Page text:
Earlier this month, the new Ghost made its regional debut on the roads of Dubai, in true Rolls-Royce style. Patrons and members of the media were given the opportunity to get behind the wheel of “the most technologically advanced Rolls-Royce to date” for a drive around Dubai.
The unveiling event – which took place over five days and within the social distancing rules and regulations – was an immersive experience. Each day began with guests being welcomed at a stunning private Villa located in Emirates Hills, with extensive views of the Montgomerie golf course. Guests were introduced to an interactive Rolls-Royce accessory station, along with an array of refreshing beverages. When all the guests had gathered, a digital session was held with the Home of Rolls-Royce in Goodwood, to present the story behind the new Ghost.
Following the virtual-session session, came the real-world drive experience. Each guest was presented with the new Ghost for the drive. Setting off from Emirates Hills, the convoy elegantly toured the roads of Dubai. After a refreshment break, they drove to the Dubai Frame, for a VIP tour of the ‘biggest picture frame on the planet.’ The final leg of this exceptional drive took guests back to the Rolls-Royce Villa where the guests indulged in an epicurean evening before being chauffeured back to their homes in the new Rolls-Royce Ghost.
It was befitting that the guests were given the opportunity to experience both aspects of the new Ghost – that of an exceptional luxury limousine and a sophisticated driver’s car. The new car, therefore, had to be nothing short of extraordinary, even by Rolls-Royce standards, given the significant achievement of its predecessor.
At the 2009 Auto Shanghai, the rejuvenated Rolls-Royce marque announced the addition of a new model to its portfolio. The Ghost, named in honour of the legendary Silver Ghost of the early 1900s, offered something entirely different to its flagship Phantom. It appealed to a new group of clients; those who demanded perfection in design, engineering and craftsmanship, but sought a more modest and minimalist expression of the Rolls-Royce aesthetic.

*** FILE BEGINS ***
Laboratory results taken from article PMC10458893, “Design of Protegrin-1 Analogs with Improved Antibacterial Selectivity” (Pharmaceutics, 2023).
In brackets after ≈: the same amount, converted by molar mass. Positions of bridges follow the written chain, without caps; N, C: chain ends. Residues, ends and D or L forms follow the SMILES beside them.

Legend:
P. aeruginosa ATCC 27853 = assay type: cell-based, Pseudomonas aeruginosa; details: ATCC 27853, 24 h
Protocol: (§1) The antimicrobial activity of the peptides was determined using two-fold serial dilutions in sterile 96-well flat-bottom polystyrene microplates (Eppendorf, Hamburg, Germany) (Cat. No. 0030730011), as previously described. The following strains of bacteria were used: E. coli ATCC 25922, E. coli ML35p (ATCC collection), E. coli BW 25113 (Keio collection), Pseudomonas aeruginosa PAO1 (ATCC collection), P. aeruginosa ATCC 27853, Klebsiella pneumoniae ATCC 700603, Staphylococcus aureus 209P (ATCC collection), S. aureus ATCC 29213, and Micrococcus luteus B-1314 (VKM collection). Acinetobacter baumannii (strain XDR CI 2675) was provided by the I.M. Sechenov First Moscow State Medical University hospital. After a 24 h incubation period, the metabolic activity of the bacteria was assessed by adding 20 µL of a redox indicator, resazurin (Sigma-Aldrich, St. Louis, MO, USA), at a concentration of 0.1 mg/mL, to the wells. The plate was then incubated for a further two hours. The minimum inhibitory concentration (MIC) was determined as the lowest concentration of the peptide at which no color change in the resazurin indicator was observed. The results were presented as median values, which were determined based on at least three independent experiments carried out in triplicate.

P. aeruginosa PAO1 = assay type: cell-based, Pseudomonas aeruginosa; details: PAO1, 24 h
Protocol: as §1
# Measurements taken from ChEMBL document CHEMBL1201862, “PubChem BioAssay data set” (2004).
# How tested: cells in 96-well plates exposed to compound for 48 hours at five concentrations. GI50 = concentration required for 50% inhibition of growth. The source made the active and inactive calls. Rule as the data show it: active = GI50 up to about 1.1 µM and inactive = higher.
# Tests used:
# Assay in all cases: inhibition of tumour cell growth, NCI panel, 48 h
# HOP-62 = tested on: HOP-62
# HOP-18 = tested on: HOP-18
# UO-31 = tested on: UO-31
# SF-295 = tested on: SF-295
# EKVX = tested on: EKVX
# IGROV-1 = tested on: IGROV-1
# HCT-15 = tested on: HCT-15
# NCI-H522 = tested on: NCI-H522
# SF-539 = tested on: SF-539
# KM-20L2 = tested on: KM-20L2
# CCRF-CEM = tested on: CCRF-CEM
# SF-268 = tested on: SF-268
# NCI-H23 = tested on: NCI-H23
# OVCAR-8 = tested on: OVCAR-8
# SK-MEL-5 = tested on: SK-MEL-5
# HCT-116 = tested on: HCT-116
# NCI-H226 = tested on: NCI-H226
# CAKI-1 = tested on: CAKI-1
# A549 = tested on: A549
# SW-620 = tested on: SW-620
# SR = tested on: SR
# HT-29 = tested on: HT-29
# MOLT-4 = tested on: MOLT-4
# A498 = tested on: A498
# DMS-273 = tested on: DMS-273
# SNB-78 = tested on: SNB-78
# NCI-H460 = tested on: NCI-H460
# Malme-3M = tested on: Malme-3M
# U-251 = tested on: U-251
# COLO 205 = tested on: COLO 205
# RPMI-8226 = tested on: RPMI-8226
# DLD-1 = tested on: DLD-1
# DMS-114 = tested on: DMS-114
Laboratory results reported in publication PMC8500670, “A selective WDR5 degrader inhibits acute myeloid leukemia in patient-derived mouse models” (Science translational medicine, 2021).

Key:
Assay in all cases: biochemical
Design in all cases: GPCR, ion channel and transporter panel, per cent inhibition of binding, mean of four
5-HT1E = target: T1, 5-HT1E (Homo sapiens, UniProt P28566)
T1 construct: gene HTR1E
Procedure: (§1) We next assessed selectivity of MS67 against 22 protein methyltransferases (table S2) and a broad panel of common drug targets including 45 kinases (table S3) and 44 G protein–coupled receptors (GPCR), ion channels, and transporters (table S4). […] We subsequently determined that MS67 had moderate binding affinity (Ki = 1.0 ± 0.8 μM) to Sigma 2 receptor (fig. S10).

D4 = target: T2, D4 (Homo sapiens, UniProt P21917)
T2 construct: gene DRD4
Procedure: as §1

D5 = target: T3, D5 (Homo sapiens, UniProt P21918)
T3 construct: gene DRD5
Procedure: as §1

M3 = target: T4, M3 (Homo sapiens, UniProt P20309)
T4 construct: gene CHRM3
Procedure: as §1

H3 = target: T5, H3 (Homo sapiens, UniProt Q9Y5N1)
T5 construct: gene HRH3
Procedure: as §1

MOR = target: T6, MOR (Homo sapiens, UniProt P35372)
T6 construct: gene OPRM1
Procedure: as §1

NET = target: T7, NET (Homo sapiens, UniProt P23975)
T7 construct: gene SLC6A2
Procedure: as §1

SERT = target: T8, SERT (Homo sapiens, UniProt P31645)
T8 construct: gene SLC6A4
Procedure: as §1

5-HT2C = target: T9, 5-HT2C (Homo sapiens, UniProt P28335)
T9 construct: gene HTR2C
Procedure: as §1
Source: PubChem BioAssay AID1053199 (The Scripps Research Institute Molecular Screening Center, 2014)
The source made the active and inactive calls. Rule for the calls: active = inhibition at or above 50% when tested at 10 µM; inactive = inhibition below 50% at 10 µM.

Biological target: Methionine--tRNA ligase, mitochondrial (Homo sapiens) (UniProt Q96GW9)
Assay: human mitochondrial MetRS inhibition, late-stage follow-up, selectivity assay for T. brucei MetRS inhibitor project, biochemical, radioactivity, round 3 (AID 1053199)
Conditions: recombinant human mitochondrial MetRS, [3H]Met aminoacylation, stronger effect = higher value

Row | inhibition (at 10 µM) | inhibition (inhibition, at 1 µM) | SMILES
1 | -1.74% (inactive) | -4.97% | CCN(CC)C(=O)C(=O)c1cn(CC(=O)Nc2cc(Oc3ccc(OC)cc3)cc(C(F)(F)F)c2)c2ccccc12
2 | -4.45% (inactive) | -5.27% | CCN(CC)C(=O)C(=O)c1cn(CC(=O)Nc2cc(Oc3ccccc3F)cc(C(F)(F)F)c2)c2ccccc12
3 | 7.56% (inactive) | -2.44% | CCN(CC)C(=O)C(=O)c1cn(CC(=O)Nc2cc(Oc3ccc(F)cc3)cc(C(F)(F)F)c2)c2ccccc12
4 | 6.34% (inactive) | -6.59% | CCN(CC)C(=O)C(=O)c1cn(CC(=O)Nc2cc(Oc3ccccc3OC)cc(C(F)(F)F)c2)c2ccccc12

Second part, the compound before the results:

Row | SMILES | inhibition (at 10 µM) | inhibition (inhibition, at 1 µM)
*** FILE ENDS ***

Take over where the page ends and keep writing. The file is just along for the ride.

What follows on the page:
The first Ghost to come out of Goodwood was an unmitigated success, despite being launched shortly after one of the biggest global economic downturn in decades. Over the course of its ten-year production run, it became the most successful product in the company’s 116-year history. This success, in turn, enabled the brand to scale up production, invest in its capabilities and establish Rolls-Royce as the genuinely global brand it is today.
Given the Ghost’s dynamic personality, clients were self-driving their Ghost from the very early stages of its introduction, especially in the United States and some areas of Europe. Meanwhile, in Asia, clients were engaging heavily in the connected technology onboard, be it for business or pleasure.
The Ghost thus possessed a wide breadth of character; from the driver-friendly qualities of the two-door models that preceded it (Phantom Drophead Coupé convertible and Phantom Coupé) to the limousine qualities of the Phantom. These qualities are what made the Ghost appealing to such a broad spectrum of clients, and such a success.
“The first Goodwood Ghost was a response to a whole new generation of clients, both in age and attitude. These men and women asked us for a slightly smaller, less ostentatious means to own a Rolls-Royce. The success of the product we created for them fulfilled our most ambitious expectations… To create a new product that would resonate with our Ghost clients for the next ten years meant we had to listen carefully to their demands.” says Torsten Müller-Ötvös, CEO, Rolls-Royce Motor Cars.